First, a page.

Nepotism – the most powerful conflict of all?

In 1973, in speaking to colleagues on the  Cook County Democratic Committee, Mayor Richard Daley of Chicago defended his having directed a million dollars of insurance business to an agency on behalf of his son John with the immortal words: “If I can’t help my sons, then [my critics] can kiss my ass. I make no apologies to anyone.”

This analysis aside, nepotism can be a tricky subject to address.  There are, of course, countless instances of nepotism being good for business, as recounted in this 2009 article in Forbes.  Moreover, not all cultures view nepotism-related issues through a Western lens, as described in this earlier post by Lori Tansey Martens:   “I remember conducting an ethics workshop for a major multinational company in Africa. We presented a conflict of interest scenario about hiring a brother-in-law as a supplier, but the participants were aghast at the ‘correct’ answer, which was not to hire the family member’s firm.  ‘It is unethical for me NOT to hire my brother-in- law if he is qualified – and he will do a better job for my company because he is my brother, and therefore more accountable to me,’ said one participant, summarizing the feelings of the entire group.”   Additionally, irrespective of this economic analysis (family ties as promoting accountability), nepotism surely has its roots in evolution – as reflected in loyalty being one of the six universal moral foundations identified in Jonathan Haidt’s landmark book, The Righteous Mind.   Finally, as noted in the Forbes piece, there is no broad legal prohibition against nepotism.  In many settings, it is perfectly legal.

On the other hand, it is not always legal, as (among other things) family members have played significant roles as the vehicles of corruption in FCPA prosecutions, as recounted in this piece in the FCPA Blog.  Indeed, the World Bank has identified nepotism itself as a form of corruption.  Moreover, precisely because of its deep origins in our evolutionary past, nepotism may be the most potent conflict of interest of all.   There are, after all, many things we would do for our children that we wouldn’t do for ourselves.  In a test of strength it is a good bet that family ties will overwhelm those born of less deep-seated fiduciary duties.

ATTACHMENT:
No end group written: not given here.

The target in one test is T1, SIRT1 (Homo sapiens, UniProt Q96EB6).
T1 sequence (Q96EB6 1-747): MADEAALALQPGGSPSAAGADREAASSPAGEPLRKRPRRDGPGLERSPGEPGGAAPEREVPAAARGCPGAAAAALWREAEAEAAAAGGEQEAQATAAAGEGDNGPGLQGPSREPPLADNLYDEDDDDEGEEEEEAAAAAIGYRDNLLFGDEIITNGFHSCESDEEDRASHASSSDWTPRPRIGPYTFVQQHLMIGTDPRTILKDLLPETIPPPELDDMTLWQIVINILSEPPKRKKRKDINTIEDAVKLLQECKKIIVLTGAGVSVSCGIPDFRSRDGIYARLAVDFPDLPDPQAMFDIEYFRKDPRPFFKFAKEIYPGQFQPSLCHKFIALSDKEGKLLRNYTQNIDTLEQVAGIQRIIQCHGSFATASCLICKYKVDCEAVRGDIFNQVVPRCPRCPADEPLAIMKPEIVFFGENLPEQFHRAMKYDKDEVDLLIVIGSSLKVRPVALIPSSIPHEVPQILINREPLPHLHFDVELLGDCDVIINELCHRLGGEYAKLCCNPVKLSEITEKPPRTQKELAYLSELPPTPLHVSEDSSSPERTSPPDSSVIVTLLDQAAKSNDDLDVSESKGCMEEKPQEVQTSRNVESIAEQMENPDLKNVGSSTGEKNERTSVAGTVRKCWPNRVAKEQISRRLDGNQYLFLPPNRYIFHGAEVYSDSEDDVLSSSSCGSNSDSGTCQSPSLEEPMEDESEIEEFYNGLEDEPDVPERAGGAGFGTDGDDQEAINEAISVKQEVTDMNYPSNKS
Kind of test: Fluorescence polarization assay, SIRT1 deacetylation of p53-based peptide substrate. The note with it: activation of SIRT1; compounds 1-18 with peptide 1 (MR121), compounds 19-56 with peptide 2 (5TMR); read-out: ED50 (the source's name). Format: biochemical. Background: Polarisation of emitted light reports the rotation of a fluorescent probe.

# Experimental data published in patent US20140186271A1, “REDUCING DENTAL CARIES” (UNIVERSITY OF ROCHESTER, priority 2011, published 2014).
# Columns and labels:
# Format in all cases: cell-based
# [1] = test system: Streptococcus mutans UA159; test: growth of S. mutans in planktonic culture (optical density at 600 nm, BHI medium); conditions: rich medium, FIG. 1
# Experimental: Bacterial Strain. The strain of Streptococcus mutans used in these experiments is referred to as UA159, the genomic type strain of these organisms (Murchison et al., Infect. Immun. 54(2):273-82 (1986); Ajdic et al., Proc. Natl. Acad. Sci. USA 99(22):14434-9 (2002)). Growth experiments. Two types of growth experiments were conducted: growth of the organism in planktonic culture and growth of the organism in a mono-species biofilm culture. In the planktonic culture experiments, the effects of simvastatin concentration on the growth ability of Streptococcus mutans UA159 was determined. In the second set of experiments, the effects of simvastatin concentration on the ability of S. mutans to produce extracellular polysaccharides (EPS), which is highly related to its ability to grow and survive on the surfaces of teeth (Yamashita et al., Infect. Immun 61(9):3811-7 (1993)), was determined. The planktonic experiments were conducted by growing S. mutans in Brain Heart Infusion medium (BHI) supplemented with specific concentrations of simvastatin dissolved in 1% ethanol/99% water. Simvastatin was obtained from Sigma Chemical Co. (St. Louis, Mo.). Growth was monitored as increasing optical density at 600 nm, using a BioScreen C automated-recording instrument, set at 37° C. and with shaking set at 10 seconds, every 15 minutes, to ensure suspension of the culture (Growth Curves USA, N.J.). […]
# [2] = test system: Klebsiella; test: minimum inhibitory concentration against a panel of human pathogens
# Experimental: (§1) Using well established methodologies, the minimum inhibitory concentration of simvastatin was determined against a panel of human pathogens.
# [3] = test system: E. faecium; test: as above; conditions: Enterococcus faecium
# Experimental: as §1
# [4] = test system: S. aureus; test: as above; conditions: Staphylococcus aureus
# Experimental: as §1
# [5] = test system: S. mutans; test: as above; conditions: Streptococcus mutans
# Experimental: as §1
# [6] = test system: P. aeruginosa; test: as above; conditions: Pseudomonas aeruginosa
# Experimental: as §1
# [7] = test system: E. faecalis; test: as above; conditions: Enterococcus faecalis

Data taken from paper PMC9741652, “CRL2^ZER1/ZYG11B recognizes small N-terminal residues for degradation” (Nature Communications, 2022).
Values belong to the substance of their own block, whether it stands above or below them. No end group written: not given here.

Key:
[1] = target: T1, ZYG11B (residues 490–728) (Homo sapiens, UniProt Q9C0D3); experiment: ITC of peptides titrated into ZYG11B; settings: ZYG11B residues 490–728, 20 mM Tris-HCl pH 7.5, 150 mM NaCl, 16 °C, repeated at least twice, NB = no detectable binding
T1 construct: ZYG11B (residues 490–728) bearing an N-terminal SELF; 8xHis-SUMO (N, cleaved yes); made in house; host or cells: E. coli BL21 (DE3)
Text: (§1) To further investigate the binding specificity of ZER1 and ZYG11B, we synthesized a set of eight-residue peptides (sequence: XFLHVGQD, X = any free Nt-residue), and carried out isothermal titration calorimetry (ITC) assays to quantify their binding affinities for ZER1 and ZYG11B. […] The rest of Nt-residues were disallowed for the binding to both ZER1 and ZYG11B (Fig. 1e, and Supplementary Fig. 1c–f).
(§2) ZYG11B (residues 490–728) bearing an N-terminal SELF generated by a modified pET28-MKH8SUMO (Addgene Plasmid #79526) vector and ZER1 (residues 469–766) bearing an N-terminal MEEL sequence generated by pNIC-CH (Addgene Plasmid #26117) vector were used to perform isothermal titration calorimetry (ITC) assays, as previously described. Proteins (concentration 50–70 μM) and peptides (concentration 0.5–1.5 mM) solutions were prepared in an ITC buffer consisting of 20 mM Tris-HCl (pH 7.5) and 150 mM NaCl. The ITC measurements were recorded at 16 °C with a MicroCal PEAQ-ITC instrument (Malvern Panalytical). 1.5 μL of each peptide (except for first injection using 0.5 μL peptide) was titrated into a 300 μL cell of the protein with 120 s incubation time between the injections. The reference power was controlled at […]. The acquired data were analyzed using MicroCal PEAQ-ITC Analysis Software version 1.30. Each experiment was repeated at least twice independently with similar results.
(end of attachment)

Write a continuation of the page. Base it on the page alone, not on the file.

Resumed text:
Additionally, the harm caused by nepotism is not limited to sub-standard job performance by family members.  It can, I believe, also imperil the sense of organizational justice that serves as the foundation for any ethical culture.  As described in this earlier post (about organizational justice and COIs generally):     “The special harm that COIs can cause to organizational justice arises from their frequently personal nature: because COIs often involve a personal benefit to an individual employee that is denied to others, the latter (i.e., rule abiding employees) can feel personally harmed (from a relative perspective) by the COI in a way that they would not feel, for example, with an antitrust offense or violation of export regulations.” More specifically, the very reasons that make nepotism appealing to the beneficiaries of the practice may make it loathsome to others – i.e., those who don’t share in its benefits –  and this, in turn, can undermine the ethical performance of an organization generally.

Finally, I should stress that I don’t mean to suggest by the way I ordered this post that the nays always have it when it comes to nepotism.  Indeed, consistent with this blog’s focus on “moral hazard”, I find the above-described accountability argument to be intriguing – at least enough to make it worth exploring further.  The point  of this post  is merely that – at least for some business organizations  – nepotism should be a topic for soul searching, and for carrying the ethical analysis further than the late mayor did.

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